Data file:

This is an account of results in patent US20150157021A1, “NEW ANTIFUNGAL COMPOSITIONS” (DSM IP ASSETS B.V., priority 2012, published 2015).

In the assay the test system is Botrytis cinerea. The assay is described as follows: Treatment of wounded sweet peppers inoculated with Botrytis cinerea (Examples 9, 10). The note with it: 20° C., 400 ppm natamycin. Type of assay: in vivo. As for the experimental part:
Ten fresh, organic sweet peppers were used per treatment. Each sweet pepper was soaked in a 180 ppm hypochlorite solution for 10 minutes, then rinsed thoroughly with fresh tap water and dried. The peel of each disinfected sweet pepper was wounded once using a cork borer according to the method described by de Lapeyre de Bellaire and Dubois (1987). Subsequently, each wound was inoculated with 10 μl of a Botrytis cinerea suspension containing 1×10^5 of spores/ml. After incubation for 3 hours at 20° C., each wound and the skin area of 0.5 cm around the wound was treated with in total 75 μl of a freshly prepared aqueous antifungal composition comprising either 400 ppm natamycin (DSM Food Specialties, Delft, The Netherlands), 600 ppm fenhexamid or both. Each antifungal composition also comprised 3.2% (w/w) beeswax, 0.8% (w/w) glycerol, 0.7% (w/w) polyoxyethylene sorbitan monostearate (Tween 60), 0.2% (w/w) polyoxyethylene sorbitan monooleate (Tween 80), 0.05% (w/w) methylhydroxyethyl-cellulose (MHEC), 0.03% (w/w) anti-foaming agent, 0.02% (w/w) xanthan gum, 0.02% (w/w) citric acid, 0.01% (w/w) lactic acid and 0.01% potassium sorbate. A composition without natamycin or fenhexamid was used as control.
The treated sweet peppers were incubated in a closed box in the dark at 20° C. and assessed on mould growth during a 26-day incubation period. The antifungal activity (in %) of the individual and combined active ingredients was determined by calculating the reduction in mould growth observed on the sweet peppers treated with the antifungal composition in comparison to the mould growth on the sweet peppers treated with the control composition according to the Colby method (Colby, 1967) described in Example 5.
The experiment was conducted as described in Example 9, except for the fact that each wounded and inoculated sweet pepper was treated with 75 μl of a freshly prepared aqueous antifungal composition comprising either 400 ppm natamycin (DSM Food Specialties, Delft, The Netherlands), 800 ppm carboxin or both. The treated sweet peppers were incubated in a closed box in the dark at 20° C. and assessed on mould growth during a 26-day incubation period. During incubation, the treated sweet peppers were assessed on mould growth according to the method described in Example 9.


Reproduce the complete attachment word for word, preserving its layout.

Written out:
This is an account of results in patent US20150157021A1, “NEW ANTIFUNGAL COMPOSITIONS” (DSM IP ASSETS B.V., priority 2012, published 2015).

In the assay the test system is Botrytis cinerea. The assay is described as follows: Treatment of wounded sweet peppers inoculated with Botrytis cinerea (Examples 9, 10). The note with it: 20° C., 400 ppm natamycin. Type of assay: in vivo. As for the experimental part:
Ten fresh, organic sweet peppers were used per treatment. Each sweet pepper was soaked in a 180 ppm hypochlorite solution for 10 minutes, then rinsed thoroughly with fresh tap water and dried. The peel of each disinfected sweet pepper was wounded once using a cork borer according to the method described by de Lapeyre de Bellaire and Dubois (1987). Subsequently, each wound was inoculated with 10 μl of a Botrytis cinerea suspension containing 1×10^5 of spores/ml. After incubation for 3 hours at 20° C., each wound and the skin area of 0.5 cm around the wound was treated with in total 75 μl of a freshly prepared aqueous antifungal composition comprising either 400 ppm natamycin (DSM Food Specialties, Delft, The Netherlands), 600 ppm fenhexamid or both. Each antifungal composition also comprised 3.2% (w/w) beeswax, 0.8% (w/w) glycerol, 0.7% (w/w) polyoxyethylene sorbitan monostearate (Tween 60), 0.2% (w/w) polyoxyethylene sorbitan monooleate (Tween 80), 0.05% (w/w) methylhydroxyethyl-cellulose (MHEC), 0.03% (w/w) anti-foaming agent, 0.02% (w/w) xanthan gum, 0.02% (w/w) citric acid, 0.01% (w/w) lactic acid and 0.01% potassium sorbate. A composition without natamycin or fenhexamid was used as control.
The treated sweet peppers were incubated in a closed box in the dark at 20° C. and assessed on mould growth during a 26-day incubation period. The antifungal activity (in %) of the individual and combined active ingredients was determined by calculating the reduction in mould growth observed on the sweet peppers treated with the antifungal composition in comparison to the mould growth on the sweet peppers treated with the control composition according to the Colby method (Colby, 1967) described in Example 5.
The experiment was conducted as described in Example 9, except for the fact that each wounded and inoculated sweet pepper was treated with 75 μl of a freshly prepared aqueous antifungal composition comprising either 400 ppm natamycin (DSM Food Specialties, Delft, The Netherlands), 800 ppm carboxin or both. The treated sweet peppers were incubated in a closed box in the dark at 20° C. and assessed on mould growth during a 26-day incubation period. During incubation, the treated sweet peppers were assessed on mould growth according to the method described in Example 9.